Microplastic pollution has been detected in human blood for the first time, with scientists finding the tiny particles in almost 80% of the people tested.
The scientists analysed blood samples from 22 anonymous donors, all healthy adults and found plastic particles in 17. Half the samples contained PET plastic, which is commonly used in drinks bottles, while a third contained polystyrene, used for packaging food and other products. A quarter of the blood samples contained polyethylene, from which plastic carrier bags are made.
The new research is published in the journal Environment International and adapted existing techniques to detect and analyse particles as small as 0.0007mm. Some of the blood samples contained two or three types of plastic.
The discovery shows the particles can travel around the body and may lodge in organs. The impact on health is as yet unknown. But researchers are concerned as microplastics cause damage to human cells in the laboratory and air pollution particles are already known to enter the body and cause millions of early deaths a year.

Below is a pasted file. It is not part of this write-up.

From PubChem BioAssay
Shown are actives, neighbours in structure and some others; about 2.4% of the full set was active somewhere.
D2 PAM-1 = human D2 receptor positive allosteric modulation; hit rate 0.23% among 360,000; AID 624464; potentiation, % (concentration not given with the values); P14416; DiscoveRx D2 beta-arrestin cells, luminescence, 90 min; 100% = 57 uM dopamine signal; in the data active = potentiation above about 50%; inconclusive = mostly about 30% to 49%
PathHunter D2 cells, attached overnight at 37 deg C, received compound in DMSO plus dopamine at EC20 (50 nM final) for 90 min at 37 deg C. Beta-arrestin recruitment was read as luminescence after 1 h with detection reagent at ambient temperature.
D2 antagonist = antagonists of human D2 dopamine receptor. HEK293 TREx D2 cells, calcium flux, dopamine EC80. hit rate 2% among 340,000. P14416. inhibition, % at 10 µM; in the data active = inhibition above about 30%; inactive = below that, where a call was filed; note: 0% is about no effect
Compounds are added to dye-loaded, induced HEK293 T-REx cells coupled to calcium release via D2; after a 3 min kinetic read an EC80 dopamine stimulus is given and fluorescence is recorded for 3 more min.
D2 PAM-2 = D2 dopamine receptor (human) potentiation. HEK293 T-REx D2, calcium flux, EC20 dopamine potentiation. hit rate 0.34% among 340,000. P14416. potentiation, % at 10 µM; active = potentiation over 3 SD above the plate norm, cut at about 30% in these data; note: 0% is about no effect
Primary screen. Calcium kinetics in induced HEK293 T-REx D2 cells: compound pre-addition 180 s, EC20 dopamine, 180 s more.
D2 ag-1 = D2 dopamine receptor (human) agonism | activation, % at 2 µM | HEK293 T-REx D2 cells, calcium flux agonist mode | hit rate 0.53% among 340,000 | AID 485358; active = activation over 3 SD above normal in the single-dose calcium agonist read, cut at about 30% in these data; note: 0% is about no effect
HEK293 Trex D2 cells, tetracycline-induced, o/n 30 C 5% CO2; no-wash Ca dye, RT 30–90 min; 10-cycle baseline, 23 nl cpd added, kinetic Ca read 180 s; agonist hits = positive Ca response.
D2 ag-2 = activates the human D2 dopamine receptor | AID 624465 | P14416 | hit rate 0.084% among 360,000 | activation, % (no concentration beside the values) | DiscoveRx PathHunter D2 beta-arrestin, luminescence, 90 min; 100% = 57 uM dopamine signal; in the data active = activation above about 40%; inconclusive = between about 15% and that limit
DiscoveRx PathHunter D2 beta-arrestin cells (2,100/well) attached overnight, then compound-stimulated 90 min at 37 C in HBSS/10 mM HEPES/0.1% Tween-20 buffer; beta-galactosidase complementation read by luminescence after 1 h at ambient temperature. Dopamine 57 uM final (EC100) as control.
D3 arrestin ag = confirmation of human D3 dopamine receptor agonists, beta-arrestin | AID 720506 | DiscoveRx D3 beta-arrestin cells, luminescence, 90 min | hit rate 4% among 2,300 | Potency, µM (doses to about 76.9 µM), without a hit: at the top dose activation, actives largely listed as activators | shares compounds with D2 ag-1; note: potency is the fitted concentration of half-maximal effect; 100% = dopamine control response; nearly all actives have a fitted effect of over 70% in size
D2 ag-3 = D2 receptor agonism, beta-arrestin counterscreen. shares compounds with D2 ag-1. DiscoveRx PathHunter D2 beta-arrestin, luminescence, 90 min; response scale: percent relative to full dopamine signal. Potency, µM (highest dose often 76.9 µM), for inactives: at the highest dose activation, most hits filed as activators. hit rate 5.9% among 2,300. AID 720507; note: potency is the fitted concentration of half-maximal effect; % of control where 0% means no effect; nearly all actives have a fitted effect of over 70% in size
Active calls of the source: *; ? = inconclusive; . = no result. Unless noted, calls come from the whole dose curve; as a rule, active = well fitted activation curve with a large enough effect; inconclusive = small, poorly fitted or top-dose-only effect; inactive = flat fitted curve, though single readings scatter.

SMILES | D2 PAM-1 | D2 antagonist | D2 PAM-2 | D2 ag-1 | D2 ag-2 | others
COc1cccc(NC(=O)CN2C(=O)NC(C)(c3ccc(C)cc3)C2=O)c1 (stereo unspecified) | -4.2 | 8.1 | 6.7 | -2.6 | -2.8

“Our study is the first indication that we have polymer particles in our blood – it’s a breakthrough result,” said Prof Dick Vethaak, an ecotoxicologist at Vrije Universiteit Amsterdam in the Netherlands.
“But we have to extend the research and increase the sample sizes, the number of polymers assessed, etc.” Further studies by a number of groups are already under way, he said.
“The big question is what is happening in our body?” Vethaak said. “Are the particles retained in the body? Are they transported to certain organs, such as getting past the blood-brain barrier?” And are these levels sufficiently high to trigger disease? We urgently need to fund further research so we can find out.”
Source: "The Guardian "